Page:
Essay on The Writings Of Women Throughout West Africa

Essay on The Writings Of Women Throughout West Africa

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The writings of women in West Africa are similar to the writings of men in reaction to the distorting images and representation projected by the imperial colonial masters. Authors like Chinua Achebe and others wrote to tell the African man’s story by an African in order to set ‘the record straight.’ In doing this, they bring to the fore their own bias and stereotypes about women in the society. Their writings were replete with the ‘African way’ of treating women – objects, properties, and expendable (Boyce Davies 1994). While women like Flora Nwapa and other earlier writers told the African woman story without an appearance of opposition to the male hegemony, “male literary critics have tended to marginalize women’s writing and to dismiss foundational texts like Flora Nwapa’s Efuru(1966) as trivial, ‘domestic’ novels with no place in the region’s literary canon (see e.g., Ojo-Ade,1983)” (Newell138).Writers like Senegalese Mariama Ba, and Nigerian Buchi Emechata wrote in a not so subtle way. Their writings clearly oppose the way the female identity and issues are constructed by the male writers. “The way gender and class intersect in an African context continues to be an ongoing critical lever of analysis, despite some recent turns in the study of African gender systems that have evaded class as a critical variable” (Davies 2015). However, emerging female writers in Africa are doing all they can to make sure necessary issues get deserved attention.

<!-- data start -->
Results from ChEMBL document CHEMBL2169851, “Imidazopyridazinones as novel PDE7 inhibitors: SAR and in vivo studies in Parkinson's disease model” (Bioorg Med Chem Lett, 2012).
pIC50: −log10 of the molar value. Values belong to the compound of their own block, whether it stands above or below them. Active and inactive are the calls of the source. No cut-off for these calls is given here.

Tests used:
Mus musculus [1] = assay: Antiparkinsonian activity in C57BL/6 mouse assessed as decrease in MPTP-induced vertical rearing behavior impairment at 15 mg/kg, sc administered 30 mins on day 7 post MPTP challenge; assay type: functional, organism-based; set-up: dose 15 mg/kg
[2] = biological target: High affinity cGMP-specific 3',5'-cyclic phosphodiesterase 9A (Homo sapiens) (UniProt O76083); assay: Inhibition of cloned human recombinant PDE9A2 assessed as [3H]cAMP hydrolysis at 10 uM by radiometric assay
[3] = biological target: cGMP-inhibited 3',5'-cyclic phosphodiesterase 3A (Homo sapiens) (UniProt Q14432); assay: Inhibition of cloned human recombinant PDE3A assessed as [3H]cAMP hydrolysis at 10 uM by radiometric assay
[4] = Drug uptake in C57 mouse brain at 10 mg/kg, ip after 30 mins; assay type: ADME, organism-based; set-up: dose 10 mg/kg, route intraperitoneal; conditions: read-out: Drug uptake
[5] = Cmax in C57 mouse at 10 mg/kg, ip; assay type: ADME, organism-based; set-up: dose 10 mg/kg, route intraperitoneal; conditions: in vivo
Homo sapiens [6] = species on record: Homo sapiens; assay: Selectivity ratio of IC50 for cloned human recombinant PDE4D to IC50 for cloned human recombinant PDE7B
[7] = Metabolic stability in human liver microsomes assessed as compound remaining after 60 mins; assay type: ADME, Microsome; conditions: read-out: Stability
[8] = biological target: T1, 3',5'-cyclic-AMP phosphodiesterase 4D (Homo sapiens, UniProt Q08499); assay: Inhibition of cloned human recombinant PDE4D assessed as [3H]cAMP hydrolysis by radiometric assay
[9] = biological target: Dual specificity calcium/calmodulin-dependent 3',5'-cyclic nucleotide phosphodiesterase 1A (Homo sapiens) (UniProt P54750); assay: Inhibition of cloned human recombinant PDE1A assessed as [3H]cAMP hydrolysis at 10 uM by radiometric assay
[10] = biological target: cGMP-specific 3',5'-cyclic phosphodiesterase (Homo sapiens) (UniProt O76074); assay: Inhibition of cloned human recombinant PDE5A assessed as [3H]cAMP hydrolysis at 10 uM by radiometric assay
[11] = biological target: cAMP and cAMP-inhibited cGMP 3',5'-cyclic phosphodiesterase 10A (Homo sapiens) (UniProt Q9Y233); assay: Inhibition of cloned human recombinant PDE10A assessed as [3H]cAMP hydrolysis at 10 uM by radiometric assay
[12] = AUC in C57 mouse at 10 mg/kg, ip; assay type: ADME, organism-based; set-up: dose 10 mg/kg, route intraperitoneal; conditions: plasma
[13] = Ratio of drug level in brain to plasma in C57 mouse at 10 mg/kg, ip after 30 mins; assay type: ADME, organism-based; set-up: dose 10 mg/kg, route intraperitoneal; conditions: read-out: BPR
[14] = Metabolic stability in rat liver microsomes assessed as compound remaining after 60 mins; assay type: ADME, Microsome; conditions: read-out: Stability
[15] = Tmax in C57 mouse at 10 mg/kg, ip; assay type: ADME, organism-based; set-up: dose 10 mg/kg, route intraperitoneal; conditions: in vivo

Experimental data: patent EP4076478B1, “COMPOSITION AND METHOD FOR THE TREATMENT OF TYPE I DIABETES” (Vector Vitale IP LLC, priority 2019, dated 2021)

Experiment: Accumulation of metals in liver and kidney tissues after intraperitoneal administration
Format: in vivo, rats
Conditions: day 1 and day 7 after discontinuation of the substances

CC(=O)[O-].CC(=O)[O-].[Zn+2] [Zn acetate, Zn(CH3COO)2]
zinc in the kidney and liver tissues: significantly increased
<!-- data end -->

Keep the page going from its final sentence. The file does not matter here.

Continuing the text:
Newell, a professor of English with research focus on the public sphere in post-colonial West Africa, agrees that, African female writers are using “the novel to propose new ways of perceiving womanhood in their societies and thus generate a gender-scape for the circulation of...

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...motherhood he was soon bored and would go further afield for some other exciting, tall and proud female” (Joys of Motherhood 10). She chooses not to be an addition to his harem, but content to be his mistress as long as he meets with her in her father’s house.
Ona’s refusal to marry Agbadi makes her a competition for him. According to the narrator: “He ruled his family and children as if he were a god. Yet he gave her his love without reservation, and she enjoyed it; she suspected however that her fate would be the same as that of his other women should she consent to become one of his wives” (15). She gets pregnant eventually, and gives birth to the protagonist of the novel, Nnu Ego. She turns out to be nothing like her mother, who died shortly after she was born. Readers are first introduced to her trying to commit suicide by jumping off Carter’s bridge in Lagos.

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